4.33%

34

Syzygium cumini

Jambal

326

142

164

306

7.67%

7.24%

35

Terminalia chebula

Majkudhal

92

44

45

89

2.16%

2.11%

36

Terminalia chebula

Heerda

53

24

29

53

1.25%

1.25%

37

Terminalia cuneata

Sadhda

132

63

67

130

3.10%

3.08%

38

Terminalia eliptica

Ain

4

2

2

4

0.09%

0.09%

39

-

Pipar

106

53

53

106

2.49%

2.51%

40

-

Vondara

1

0

1

1

0.02%

0.02%

41

-

Sayar

1

0

1

1

0.02%

0.02%

42

-

Adhal

8

2

5

7

0.19%

0.17%

43

-

Pavti

53

20

26

46

1.25%

1.09%

44

-

Sandha

96

52

55

107

2.26%

2.53%

45

-

Aayna

3

0

1

1

0.07%

0.02%

46

-

Bhonda

1

0

1

1

0.02%

0.02%

47

-

Ambakura

7

1

2

3

0.16%

0.07%

48

-

Paba

7

3

4

7

0.16%

0.17%

49

-

Padal

1

1

0

1

0.02%

0.02%

50

-

Pareli

2

0

2

2

0.05%

0.05%

51

-

Varul

1

0

1

1

0.02%

0.02%

52

-

Sajeri

2

1

1

2

0.05%

0.05%

 

Total

 

4253

2033

2191

4224

100.00%

100.00%

 

 

Table 4. The height class intervals with the numbers of dreys, number of trees, and number of new and old dreys.

Tree height (class interval)

Class AV. Tree height (m)

No. of trees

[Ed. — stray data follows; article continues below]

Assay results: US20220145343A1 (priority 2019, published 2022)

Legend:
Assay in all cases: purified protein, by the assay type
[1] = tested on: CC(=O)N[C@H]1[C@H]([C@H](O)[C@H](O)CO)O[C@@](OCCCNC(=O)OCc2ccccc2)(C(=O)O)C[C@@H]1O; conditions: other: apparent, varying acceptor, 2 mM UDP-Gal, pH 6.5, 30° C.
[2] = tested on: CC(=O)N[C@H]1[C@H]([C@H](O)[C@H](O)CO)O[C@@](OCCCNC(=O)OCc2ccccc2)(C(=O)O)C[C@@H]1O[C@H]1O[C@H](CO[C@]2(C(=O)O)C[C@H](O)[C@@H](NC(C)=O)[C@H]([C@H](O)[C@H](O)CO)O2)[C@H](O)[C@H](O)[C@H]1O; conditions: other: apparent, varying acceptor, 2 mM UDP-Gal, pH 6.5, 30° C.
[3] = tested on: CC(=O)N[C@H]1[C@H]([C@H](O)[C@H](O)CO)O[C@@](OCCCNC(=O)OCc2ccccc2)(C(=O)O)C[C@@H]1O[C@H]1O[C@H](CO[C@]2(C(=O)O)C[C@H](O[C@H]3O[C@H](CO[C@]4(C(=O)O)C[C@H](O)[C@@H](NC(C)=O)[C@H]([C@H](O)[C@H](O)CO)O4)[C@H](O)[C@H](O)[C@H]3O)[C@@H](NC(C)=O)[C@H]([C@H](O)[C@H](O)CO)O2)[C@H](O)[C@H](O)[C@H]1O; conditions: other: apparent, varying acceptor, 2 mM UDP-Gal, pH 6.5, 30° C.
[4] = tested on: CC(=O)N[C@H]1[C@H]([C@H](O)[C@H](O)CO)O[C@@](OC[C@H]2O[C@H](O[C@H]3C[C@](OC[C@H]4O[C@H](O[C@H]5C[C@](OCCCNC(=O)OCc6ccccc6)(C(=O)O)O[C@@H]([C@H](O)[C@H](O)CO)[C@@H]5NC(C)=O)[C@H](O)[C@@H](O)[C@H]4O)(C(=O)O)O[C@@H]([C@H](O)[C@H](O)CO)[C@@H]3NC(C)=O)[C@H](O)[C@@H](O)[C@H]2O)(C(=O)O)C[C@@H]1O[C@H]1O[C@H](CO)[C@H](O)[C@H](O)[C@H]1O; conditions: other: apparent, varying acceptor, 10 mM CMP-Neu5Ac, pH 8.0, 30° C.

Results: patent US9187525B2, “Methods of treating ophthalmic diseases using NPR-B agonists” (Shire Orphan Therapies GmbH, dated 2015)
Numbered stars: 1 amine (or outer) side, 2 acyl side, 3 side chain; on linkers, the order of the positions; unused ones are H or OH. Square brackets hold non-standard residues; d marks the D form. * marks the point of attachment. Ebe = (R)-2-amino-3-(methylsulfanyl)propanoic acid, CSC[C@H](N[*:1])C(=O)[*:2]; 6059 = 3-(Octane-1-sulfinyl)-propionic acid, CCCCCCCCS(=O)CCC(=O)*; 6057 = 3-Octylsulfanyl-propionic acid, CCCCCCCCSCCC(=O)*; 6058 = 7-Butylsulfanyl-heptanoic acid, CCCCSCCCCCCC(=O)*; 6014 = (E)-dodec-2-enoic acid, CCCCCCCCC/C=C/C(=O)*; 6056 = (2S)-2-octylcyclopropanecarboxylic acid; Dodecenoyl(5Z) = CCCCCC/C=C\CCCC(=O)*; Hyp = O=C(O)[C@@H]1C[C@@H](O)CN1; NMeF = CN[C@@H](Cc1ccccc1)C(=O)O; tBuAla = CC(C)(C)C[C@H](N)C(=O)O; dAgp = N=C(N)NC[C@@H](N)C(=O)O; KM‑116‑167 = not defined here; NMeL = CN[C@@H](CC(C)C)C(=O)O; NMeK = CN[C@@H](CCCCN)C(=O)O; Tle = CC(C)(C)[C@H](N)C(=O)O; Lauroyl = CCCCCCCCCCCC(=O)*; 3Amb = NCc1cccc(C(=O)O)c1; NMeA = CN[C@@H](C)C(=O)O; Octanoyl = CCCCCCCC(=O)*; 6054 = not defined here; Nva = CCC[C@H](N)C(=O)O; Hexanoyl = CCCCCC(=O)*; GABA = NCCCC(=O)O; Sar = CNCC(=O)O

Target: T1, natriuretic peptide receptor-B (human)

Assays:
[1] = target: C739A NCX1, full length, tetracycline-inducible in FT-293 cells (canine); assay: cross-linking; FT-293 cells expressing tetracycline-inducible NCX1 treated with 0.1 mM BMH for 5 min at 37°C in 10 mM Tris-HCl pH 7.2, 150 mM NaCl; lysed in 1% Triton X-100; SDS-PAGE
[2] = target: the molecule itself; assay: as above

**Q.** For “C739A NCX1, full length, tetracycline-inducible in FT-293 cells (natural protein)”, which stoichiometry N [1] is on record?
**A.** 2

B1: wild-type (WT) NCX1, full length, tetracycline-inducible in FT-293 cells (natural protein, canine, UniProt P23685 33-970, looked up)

No. of dreys

Old nests

New nests

% Of dreys

10–19

4.5

120

118

43

75

2.793561

20–29

7.5

145

142

46

96

3.361742

30–39

10.6

220

218

95

123

5.160985

40–49

13.6

627

624

177

447

14.77273

50–59

16.6

755

753

270

483

17.8267

60–69

19.7

602

600

238

362

14.20455

70–79

22.7

575

571

282

289

13.51799

80–89

25.7

258

256

118

138

6.060606

90–99

28.8

150

149

65

84

3.527462

100–109

31.8

220

218

117

101

5.160985

110–119

34.8

170

168

72

96

3.977273

120–129

37.9

115

114

52

62

2.698864

130–139

41.0

170

169

87

82

4.000947

140–149

43.9

126

124

55

69

2.935606

Total

 

4253

4224

1717

2507

100%

 

 

For images and graphs—click here for full PDF.

 

 

References

 

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Mehta, P. & J. Kulkarni (2011). Status and Distribution of Malabar Giant Squirrel Ratufa indica in Western Ghats of Maharashtra, India. Wildlife Research and Conservation Society, Pune. Final Technical Report submitted to WWF New Delhi and Rufford’s Small Grants Program, United Kingdom, 74 pp. 

Rajamani, L. & H. Marsh (2010). Using parallel regional-and local-scale initiatives to inform conservation management of rare wildlife: A case study of the dugong Dugong dugon in Sabah, Malaysia. Endangered Species Research 13(1): 17–23.

Shrotriya, A., K.S.D. Rout & P.K. Dash (2017). Nesting and feeding habitats of Indian giant squirrel (Ratufa indica) in Karlapat wildlife sanctuary, India. Animal Biodiversity and Conservation 40(1): 63–69. https://doi.org/10.32800/abc.2017.40.0063

 Somanathan, H., S. Mali & R.M. Borges (2007). Arboreal larder-hoarding in the tropical Indian giant squirrel Ratufa indica. Ecoscience 14(2): 165–169.